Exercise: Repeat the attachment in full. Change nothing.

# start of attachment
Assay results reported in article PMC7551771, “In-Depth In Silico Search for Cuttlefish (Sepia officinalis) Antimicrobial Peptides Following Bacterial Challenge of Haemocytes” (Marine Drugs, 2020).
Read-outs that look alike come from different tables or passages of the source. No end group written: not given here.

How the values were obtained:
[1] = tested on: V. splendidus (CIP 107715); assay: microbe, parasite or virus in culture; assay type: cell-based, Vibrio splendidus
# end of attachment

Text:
Assay results reported in article PMC7551771, “In-Depth In Silico Search for Cuttlefish (Sepia officinalis) Antimicrobial Peptides Following Bacterial Challenge of Haemocytes” (Marine Drugs, 2020).
Read-outs that look alike come from different tables or passages of the source. No end group written: not given here.

How the values were obtained:
[1] = tested on: V. splendidus (CIP 107715); assay: microbe, parasite or virus in culture; assay type: cell-based, Vibrio splendidus